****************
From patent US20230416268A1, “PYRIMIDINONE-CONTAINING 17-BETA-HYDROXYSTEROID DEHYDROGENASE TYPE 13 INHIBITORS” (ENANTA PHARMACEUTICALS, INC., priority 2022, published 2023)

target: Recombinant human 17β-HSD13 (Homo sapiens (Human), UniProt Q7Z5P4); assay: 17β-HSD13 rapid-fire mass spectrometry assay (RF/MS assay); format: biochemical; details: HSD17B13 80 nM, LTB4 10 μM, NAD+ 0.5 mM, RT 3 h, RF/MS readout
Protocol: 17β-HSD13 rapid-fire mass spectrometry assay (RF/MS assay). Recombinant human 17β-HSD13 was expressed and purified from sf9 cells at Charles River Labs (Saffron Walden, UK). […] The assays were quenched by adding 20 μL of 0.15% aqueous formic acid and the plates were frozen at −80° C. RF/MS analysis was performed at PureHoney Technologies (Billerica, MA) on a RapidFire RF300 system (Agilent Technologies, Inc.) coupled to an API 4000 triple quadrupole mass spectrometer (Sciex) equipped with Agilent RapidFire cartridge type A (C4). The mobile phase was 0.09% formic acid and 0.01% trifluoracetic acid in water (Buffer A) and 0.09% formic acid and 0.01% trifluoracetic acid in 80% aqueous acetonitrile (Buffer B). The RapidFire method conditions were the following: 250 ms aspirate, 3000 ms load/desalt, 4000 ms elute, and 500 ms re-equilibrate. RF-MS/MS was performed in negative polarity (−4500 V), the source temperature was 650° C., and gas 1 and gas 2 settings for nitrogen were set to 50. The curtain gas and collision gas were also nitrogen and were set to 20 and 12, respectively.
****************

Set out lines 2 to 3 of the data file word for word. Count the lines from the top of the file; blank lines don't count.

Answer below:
target: Recombinant human 17β-HSD13 (Homo sapiens (Human), UniProt Q7Z5P4); assay: 17β-HSD13 rapid-fire mass spectrometry assay (RF/MS assay); format: biochemical; details: HSD17B13 80 nM, LTB4 10 μM, NAD+ 0.5 mM, RT 3 h, RF/MS readout
Protocol: 17β-HSD13 rapid-fire mass spectrometry assay (RF/MS assay). Recombinant human 17β-HSD13 was expressed and purified from sf9 cells at Charles River Labs (Saffron Walden, UK). […] The assays were quenched by adding 20 μL of 0.15% aqueous formic acid and the plates were frozen at −80° C. RF/MS analysis was performed at PureHoney Technologies (Billerica, MA) on a RapidFire RF300 system (Agilent Technologies, Inc.) coupled to an API 4000 triple quadrupole mass spectrometer (Sciex) equipped with Agilent RapidFire cartridge type A (C4). The mobile phase was 0.09% formic acid and 0.01% trifluoracetic acid in water (Buffer A) and 0.09% formic acid and 0.01% trifluoracetic acid in 80% aqueous acetonitrile (Buffer B). The RapidFire method conditions were the following: 250 ms aspirate, 3000 ms load/desalt, 4000 ms elute, and 500 ms re-equilibrate. RF-MS/MS was performed in negative polarity (−4500 V), the source temperature was 650° C., and gas 1 and gas 2 settings for nitrogen were set to 50. The curtain gas and collision gas were also nitrogen and were set to 20 and 12, respectively.